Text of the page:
Those lines, incidentally, are utterly beautiful. Here, the animation combines both 2D and 3D techniques so that it has the rustic, jumpy hand-drawn style – kind of like Studio Ghibli with rougher designs – and the world-building, realistic feel you’d normally find in a CGI cartoon nowadays. As a result, you not only feel the weight and size of the world that this hand now has to make its way through (rats and pigeons have never felt more terrifying, nor have frozen ponds or busy motorways), but it makes the whole thing feel more real, lived-in, and completely down-to-earth. The same can be said for the world as experienced by Naoufel himself, with so much detail put into raindrops and dingy apartments that it would almost be enough to pass as the real thing (minus, of course, the fact that it’s all blatantly a drawing). There is also something to admire about how jolty the animation is as it goes from one frame to the next, appropriately giving it the feel of something that was crafted almost exclusively by hand, while also adopting certain techniques which the likes of Studio Ghibli or even classic Disney would use without hesitation in one of their own animated outings. The way the colours shift in and out, how it uses night-time imagery, and the simplistic but gorgeously detailed designs of the characters and environments, it all makes the film a true must-see for any animation geek.
If there were slip-ups with the film, it would purely be from a narrative standpoint, namely its decision to use a couple of well-worn tropes during Naoufel’s story which feel somewhat tacked on. It doesn’t hinder the movie all that much, but it does grind the movie to a halt so it can let these particular clichés play out, and for a movie that is otherwise thoroughly original it is unfortunate that it has to occasionally rely on something so familiar to get itself out of a tight spot.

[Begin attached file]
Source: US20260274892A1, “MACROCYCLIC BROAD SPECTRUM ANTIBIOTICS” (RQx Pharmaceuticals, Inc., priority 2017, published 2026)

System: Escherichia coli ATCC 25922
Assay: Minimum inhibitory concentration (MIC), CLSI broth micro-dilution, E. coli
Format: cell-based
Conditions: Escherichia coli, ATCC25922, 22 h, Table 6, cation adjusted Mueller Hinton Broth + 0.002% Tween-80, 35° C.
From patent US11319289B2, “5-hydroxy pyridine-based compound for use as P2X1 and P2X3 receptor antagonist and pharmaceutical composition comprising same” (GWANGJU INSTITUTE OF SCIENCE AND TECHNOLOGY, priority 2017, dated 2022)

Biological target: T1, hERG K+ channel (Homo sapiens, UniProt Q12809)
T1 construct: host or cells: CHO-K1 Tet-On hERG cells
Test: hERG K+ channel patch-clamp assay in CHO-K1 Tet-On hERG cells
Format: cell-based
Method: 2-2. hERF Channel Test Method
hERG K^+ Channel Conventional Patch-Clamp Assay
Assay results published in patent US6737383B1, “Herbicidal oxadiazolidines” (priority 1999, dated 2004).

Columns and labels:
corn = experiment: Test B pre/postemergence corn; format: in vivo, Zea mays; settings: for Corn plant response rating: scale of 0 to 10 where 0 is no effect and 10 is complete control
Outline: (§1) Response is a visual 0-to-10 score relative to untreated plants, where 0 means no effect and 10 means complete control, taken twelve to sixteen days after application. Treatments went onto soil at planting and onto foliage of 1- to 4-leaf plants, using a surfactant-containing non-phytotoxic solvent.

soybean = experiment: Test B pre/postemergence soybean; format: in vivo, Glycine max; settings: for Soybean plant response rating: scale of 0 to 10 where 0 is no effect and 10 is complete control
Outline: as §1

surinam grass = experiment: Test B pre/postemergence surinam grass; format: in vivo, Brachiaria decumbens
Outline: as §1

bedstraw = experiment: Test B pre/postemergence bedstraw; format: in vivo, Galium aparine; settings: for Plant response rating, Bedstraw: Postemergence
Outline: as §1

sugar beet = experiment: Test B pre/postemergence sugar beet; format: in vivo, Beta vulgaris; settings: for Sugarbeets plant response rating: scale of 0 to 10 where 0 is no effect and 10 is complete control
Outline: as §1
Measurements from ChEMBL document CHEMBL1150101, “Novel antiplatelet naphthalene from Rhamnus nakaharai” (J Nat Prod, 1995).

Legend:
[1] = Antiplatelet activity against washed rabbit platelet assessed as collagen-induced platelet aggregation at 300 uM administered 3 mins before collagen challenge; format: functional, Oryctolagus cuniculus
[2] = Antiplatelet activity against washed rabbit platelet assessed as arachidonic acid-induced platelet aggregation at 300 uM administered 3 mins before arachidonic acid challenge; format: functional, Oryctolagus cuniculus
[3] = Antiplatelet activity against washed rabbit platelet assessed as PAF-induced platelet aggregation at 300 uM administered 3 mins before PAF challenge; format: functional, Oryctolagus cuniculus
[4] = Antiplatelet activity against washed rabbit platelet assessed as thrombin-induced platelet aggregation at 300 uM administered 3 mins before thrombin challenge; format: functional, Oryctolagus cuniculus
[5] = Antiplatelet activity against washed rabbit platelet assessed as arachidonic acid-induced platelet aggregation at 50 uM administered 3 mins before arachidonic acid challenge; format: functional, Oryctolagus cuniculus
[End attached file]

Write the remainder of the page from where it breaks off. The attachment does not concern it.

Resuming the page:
If that’s really the only major criticism I have about this movie, then that’s quite an achievement for what is sure to be one of the best animated films to be released this year. It’s easy for a movie like this to get swept under the rug – not only due to its exclusive distribution on Netflix, but also because Frozen 2 is gathering the attention of most animation enthusiasts right now – but don’t let it completely slip between your fingers; one of the year’s most impressive and original films is right there in the palm of your hand.
SO, TO SUM UP…
I Lost My Body is a breathtakingly original piece of animation, with the concept of a dismembered hand searching for its owner proving to be the basis for a deep and meditative look at life and its many oddities, all on top of some gorgeous and appropriately rustic animation which makes it one of the year’s most impressive and worthwhile animated features.